A High Speed Low Drag Way of Life

I joined the Marines at the age of 17. I’m 40 now. For most of my adult life I’ve worked in occupations where people shot at me or tried to blow me up, I almost always went armed everywhere I was, or I was surrounded by wild animals who saw me at the bottom of the food chain. Don’t get me wrong, it’s been a lot of fun. It has also shaped how I live.

DWP-USMC-boot camp

Combine Jack Bauer and Indiana Jones, add a fierce red beard, take away all the handsomeness and the hair, and you’ve got me.

All of this helped hone a way of life I call High Speed Low Drag Living.

The Urban Dictionary defines the term as “No extra fluff or “baggage” that is irrelevant to the person, product, or idea being described. Basically, “very efficient” or “lean and mean”. It’s a term we often used in the Marines because of its nautical connotation. A vessel with low drag or extra crap will go faster. It applies in so many ways too.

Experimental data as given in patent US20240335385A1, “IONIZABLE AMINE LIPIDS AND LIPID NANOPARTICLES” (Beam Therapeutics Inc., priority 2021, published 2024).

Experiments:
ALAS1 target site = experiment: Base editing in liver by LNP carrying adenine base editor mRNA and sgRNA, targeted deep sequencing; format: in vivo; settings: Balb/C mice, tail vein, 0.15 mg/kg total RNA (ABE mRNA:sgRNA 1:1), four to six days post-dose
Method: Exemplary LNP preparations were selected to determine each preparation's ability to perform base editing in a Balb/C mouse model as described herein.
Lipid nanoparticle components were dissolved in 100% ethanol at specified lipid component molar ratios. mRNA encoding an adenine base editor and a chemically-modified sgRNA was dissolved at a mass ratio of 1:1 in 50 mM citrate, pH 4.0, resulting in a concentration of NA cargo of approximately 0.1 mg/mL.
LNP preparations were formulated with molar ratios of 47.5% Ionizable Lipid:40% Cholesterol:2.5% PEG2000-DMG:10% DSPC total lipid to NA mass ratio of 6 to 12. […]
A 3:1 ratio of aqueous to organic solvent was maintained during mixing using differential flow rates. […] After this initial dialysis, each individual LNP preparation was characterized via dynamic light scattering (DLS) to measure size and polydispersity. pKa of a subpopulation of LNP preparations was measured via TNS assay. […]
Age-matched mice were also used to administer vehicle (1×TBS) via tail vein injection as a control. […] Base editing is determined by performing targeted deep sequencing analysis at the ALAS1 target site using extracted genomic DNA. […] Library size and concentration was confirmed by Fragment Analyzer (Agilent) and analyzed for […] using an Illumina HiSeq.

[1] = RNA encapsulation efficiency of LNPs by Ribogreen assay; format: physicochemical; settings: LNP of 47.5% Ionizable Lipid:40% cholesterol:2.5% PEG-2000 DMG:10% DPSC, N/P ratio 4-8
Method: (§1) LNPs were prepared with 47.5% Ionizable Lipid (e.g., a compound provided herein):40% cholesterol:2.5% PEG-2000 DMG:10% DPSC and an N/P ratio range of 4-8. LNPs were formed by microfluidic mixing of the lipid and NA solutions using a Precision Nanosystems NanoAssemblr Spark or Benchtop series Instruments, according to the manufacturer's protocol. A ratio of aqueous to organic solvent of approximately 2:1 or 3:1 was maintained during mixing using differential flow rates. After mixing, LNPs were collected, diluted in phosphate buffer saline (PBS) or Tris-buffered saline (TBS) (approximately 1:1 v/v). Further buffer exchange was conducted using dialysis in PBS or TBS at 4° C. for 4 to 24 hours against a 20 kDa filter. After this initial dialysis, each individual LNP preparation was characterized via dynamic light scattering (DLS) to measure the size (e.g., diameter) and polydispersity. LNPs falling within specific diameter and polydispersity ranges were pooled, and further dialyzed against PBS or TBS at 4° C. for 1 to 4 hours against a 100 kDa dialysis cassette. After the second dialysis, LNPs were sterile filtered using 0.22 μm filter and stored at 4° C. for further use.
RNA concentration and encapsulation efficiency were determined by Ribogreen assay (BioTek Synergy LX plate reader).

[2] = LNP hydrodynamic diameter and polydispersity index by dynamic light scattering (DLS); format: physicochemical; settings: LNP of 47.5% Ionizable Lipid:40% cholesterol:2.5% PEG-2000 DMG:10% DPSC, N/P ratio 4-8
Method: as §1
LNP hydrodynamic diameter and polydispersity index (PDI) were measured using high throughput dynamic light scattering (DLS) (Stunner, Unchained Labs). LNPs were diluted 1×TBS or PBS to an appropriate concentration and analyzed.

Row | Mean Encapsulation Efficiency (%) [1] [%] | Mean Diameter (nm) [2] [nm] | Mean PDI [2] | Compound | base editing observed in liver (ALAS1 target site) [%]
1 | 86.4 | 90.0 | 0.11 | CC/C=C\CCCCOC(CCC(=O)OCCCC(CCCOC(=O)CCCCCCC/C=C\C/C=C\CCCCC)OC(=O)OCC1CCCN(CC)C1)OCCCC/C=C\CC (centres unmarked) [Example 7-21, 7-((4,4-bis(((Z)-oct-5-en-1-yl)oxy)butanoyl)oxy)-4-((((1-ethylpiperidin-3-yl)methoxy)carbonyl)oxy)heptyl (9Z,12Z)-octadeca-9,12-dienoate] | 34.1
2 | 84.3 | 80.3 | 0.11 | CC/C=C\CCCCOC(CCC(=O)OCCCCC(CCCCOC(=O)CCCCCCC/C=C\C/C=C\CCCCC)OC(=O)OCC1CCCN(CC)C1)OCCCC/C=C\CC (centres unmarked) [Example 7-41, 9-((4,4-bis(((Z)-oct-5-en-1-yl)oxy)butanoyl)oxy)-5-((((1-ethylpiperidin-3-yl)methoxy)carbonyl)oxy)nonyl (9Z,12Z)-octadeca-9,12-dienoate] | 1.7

Just think about your own body. Weigh less, run faster.

What about your business? Less debt, more mobility.

These days I get shot at much less than I used to, but there are the occasional contracts I take that I often can’t reveal where I trade my button down shirt for a plate carrier. Mostly these days I help other people develop a high speed low drag life. Not everyone can afford me and not everyone is willing to pay for help in life transformation though, and that’s fine. I’d rather have the right number of great clients than too many bad ones who aren’t willing to work hard. That’s why I wrote my book on Rapid Skill Acquisition. It’s an anonymous inexpensive way to check out what I do.

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Rapid Skill Acquisition has been on the best seller lists in the areas of cognitive psychology and experimental education because it works. It’s pretty cheap too if you buy it for your tablet. Click on this link right HERE and you can check it out. If you think you’re ready for more, send me a message and we’ll see if we’re a good fit for moving you forward.